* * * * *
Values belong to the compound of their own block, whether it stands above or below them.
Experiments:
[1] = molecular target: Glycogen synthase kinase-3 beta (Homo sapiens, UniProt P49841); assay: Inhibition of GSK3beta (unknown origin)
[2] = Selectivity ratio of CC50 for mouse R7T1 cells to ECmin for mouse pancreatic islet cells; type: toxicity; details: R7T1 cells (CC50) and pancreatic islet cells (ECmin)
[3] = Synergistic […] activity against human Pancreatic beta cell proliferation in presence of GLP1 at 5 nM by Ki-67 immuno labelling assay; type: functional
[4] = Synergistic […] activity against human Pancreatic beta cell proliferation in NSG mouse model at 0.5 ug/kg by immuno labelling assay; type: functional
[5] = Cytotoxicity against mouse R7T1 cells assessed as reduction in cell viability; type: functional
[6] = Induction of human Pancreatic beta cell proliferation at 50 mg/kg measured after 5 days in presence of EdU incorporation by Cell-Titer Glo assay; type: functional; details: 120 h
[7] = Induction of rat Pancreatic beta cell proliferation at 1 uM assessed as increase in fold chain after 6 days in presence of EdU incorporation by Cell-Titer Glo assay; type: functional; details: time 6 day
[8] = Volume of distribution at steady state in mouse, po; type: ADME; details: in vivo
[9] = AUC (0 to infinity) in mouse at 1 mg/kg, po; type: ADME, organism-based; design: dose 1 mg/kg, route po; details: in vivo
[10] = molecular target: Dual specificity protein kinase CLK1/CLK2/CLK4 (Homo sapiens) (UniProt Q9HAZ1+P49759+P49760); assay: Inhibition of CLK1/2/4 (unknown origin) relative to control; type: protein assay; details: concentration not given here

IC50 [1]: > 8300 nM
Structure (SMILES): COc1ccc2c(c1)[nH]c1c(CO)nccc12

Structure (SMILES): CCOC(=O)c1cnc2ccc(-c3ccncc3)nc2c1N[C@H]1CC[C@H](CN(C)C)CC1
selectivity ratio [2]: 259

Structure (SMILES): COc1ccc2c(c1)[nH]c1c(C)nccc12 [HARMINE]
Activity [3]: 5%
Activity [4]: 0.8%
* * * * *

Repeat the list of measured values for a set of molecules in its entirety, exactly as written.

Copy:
Values belong to the compound of their own block, whether it stands above or below them.
Experiments:
[1] = molecular target: Glycogen synthase kinase-3 beta (Homo sapiens, UniProt P49841); assay: Inhibition of GSK3beta (unknown origin)
[2] = Selectivity ratio of CC50 for mouse R7T1 cells to ECmin for mouse pancreatic islet cells; type: toxicity; details: R7T1 cells (CC50) and pancreatic islet cells (ECmin)
[3] = Synergistic […] activity against human Pancreatic beta cell proliferation in presence of GLP1 at 5 nM by Ki-67 immuno labelling assay; type: functional
[4] = Synergistic […] activity against human Pancreatic beta cell proliferation in NSG mouse model at 0.5 ug/kg by immuno labelling assay; type: functional
[5] = Cytotoxicity against mouse R7T1 cells assessed as reduction in cell viability; type: functional
[6] = Induction of human Pancreatic beta cell proliferation at 50 mg/kg measured after 5 days in presence of EdU incorporation by Cell-Titer Glo assay; type: functional; details: 120 h
[7] = Induction of rat Pancreatic beta cell proliferation at 1 uM assessed as increase in fold chain after 6 days in presence of EdU incorporation by Cell-Titer Glo assay; type: functional; details: time 6 day
[8] = Volume of distribution at steady state in mouse, po; type: ADME; details: in vivo
[9] = AUC (0 to infinity) in mouse at 1 mg/kg, po; type: ADME, organism-based; design: dose 1 mg/kg, route po; details: in vivo
[10] = molecular target: Dual specificity protein kinase CLK1/CLK2/CLK4 (Homo sapiens) (UniProt Q9HAZ1+P49759+P49760); assay: Inhibition of CLK1/2/4 (unknown origin) relative to control; type: protein assay; details: concentration not given here

IC50 [1]: > 8300 nM
Structure (SMILES): COc1ccc2c(c1)[nH]c1c(CO)nccc12

Structure (SMILES): CCOC(=O)c1cnc2ccc(-c3ccncc3)nc2c1N[C@H]1CC[C@H](CN(C)C)CC1
selectivity ratio [2]: 259

Structure (SMILES): COc1ccc2c(c1)[nH]c1c(C)nccc12 [HARMINE]
Activity [3]: 5%
Activity [4]: 0.8%